Labour policy - missed opportunity
Labour policy - missed opportunity for employers and employees to prosper together
Labour’s industrial relations policy would be a backward step for jobs and the economy, says BusinessNZ.
Labour’s policy includes national awards negotiated across industries by unions.
BusinessNZ Chief Executive Kirk Hope said national awards were an old-fashioned concept where every company within an industry would have to adopt the same terms and conditions for their workers.
"They would mean less flexibility for companies to innovate and pay productive workers more. New Zealand got rid of national awards in 1990 because they facilitated all the big strikes in the 1970s and ‘80s that critically damaged the economy."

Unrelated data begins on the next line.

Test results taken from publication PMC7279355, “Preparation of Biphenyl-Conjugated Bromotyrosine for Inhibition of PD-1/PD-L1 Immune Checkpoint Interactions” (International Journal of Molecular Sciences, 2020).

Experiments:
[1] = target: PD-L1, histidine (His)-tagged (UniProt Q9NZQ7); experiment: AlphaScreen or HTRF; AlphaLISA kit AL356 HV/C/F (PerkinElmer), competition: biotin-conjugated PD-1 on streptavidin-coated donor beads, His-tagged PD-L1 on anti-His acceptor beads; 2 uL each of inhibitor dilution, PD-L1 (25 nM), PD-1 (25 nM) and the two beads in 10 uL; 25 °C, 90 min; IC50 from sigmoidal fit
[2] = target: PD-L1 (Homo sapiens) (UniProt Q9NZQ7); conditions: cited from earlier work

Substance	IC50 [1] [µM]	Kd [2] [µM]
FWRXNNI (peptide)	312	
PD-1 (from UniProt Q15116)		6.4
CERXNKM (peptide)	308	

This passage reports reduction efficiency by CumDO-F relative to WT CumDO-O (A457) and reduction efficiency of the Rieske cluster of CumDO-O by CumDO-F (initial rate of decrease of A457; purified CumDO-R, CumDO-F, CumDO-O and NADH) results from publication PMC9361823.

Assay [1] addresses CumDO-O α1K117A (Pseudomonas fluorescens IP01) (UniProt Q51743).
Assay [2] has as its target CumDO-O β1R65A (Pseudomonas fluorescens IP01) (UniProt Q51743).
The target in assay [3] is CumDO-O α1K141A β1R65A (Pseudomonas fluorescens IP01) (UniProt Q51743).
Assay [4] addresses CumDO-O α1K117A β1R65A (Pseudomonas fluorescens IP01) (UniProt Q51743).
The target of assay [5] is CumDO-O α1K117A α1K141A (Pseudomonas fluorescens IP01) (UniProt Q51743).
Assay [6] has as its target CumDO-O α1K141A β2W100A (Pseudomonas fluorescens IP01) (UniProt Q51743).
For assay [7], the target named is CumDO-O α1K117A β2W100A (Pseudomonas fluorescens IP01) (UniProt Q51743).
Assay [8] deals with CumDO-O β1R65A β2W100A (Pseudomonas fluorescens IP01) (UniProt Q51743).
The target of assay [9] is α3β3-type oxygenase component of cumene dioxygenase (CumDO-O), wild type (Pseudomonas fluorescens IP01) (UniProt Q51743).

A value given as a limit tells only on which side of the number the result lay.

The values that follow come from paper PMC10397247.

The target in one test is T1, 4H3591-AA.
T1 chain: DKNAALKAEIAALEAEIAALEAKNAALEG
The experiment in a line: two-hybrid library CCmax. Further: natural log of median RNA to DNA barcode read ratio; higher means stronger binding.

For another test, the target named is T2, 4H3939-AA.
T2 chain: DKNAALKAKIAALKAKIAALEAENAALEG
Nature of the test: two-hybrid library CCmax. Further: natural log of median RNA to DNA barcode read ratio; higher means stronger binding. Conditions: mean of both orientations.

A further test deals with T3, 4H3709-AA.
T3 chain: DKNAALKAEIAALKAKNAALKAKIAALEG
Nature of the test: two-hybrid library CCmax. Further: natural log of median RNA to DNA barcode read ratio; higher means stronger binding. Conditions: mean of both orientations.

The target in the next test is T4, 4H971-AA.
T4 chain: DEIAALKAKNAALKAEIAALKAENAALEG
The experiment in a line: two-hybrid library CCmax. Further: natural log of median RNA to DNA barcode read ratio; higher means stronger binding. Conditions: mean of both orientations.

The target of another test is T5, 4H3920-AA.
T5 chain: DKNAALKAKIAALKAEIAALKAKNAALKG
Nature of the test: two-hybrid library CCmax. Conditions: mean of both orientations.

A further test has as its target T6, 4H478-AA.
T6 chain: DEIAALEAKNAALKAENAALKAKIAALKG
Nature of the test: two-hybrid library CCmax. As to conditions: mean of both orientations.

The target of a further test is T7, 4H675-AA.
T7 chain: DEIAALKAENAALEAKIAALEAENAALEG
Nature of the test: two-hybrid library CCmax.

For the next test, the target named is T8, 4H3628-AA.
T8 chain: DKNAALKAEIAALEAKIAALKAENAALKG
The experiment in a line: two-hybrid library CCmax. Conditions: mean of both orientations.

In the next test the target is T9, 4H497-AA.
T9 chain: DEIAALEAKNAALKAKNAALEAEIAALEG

Labour is also proposing central control by Government of minimum wage setting to achieve a rate of $16.50 an hour.
Mr Hope said there would be a range of opinions on the minimum wage rate, but the important thing was that the current system for setting the rate was through consultation between Government, business, unions and the public.
"We’d like to see this system continue, rather than having the Government simply decide on its own what the minimum rate should be," Mr Hope said.
Labour is also proposing unjustified dismissal provisions in trial periods.
Mr Hope said that missed the whole point of trial periods, which was to help people into employment who otherwise might find it hard to get a job.
"Employers find it hard to take a chance on someone without a good employment record if there’s a chance of an expensive employment dispute if the new hire doesn’t work out. Trial periods remove that risk, and give more opportunity for people to get into work. Putting unjustified dismissal provisions into trial periods would reduce opportunities for job-seekers."
Mr Hope said Labour’s industrial relations policy missed opportunities for employers and employees to prosper together.